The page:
- Included in Eastons: No
- Included in Hitchcocks: No
- Included in Naves: No
- Included in Smiths: No
- Included in Websters: Yes
- Included in Strongs: Yes
- Included in Thayers: Yes
- Included in BDB: Yes
- H1697 Used 2 times
- H3972 Used 4 times
- H4465 Used 1 time
- H4480 Used 1 time
- G1163 Used 29 times
- G1536 Used 2 times
- G3762 Used 1 time
- G3784 Used 15 times
- G5100 Used 6 times
- G5534 Used 1 time
OUGHT. [See Aught, the true orthography.]
OUGHT, v. imperfect, aut.
1. To be held or bound in duty or moral obligation.
These ought ye to have done, and not to leave the other undone. Matthew 23:23.
We that are strong ought to bear the infirmities of the weak. Romans 15:1.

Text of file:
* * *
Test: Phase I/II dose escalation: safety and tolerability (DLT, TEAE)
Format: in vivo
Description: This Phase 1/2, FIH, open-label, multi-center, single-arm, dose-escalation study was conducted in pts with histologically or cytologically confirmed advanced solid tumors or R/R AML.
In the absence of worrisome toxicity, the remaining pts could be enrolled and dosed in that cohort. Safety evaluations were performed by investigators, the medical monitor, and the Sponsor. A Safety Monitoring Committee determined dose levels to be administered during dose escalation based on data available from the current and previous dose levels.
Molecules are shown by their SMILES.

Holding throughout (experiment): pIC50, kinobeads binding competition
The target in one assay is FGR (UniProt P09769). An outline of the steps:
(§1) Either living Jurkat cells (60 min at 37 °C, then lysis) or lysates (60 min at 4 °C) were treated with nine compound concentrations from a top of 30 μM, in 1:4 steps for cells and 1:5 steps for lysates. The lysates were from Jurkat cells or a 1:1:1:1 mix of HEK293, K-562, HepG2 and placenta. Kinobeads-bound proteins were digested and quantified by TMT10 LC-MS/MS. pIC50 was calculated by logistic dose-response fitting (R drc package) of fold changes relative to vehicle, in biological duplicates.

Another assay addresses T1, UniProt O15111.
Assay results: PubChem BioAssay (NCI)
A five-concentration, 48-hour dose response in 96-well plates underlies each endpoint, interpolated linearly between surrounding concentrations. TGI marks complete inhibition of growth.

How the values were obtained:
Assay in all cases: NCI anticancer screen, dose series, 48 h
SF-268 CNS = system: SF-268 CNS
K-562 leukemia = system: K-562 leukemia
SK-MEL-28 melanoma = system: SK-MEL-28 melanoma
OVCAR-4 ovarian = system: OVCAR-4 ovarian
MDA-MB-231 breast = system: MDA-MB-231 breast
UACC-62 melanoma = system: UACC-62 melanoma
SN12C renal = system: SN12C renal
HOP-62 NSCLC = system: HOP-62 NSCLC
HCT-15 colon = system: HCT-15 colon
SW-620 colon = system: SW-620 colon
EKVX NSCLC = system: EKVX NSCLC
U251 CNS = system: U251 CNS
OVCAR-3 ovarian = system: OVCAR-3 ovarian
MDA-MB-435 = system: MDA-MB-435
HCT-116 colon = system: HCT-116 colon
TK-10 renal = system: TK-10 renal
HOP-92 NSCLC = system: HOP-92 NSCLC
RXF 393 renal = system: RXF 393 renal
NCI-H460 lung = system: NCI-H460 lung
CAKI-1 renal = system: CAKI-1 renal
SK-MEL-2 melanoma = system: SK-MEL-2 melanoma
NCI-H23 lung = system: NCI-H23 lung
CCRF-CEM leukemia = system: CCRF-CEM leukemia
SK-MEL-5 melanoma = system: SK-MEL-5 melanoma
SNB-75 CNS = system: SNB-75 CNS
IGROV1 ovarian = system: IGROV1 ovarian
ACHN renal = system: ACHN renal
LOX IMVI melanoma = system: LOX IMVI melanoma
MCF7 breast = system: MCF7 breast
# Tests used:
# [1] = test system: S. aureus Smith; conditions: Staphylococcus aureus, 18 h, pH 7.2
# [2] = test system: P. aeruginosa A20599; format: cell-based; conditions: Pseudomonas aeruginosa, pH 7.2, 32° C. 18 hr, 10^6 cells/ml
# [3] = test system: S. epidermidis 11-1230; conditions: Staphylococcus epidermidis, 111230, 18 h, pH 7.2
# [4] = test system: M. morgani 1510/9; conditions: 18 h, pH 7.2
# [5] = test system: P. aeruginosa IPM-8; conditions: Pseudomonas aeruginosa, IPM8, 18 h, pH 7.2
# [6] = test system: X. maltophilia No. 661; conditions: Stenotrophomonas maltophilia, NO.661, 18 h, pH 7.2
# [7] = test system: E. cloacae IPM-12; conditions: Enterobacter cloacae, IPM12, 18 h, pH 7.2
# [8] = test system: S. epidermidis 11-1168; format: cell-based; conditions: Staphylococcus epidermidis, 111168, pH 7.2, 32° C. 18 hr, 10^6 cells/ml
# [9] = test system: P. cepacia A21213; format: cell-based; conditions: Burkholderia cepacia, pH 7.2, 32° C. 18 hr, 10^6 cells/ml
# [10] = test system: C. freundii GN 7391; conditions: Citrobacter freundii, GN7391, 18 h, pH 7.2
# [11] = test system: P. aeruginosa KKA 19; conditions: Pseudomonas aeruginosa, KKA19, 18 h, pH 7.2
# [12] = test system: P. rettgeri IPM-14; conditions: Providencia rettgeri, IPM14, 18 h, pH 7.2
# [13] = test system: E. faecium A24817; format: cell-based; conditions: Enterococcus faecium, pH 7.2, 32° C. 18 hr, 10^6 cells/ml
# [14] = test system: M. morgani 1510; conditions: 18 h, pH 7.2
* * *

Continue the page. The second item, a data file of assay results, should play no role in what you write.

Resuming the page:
Thou oughtest therefore to have put my money to the exchangers. Matthew 25:27.
2. To be necessary; to behoove.
OUGHT not Christ to have suffered these things and to enter into glory? Luke 24:26.
3. To be fit or expedient in a moral view.
My brethren, these things ought not so to be. James 3:10.
4. As a participle, owed; been indebted to.
The love and duty I long have ought you.
That followed, sir, which to myself I ought
[In this sense, obsolete.]
5. In Chaucer's time, it was used impersonally. 'Wel ought us werke, ' that is, well it behooveth us to work.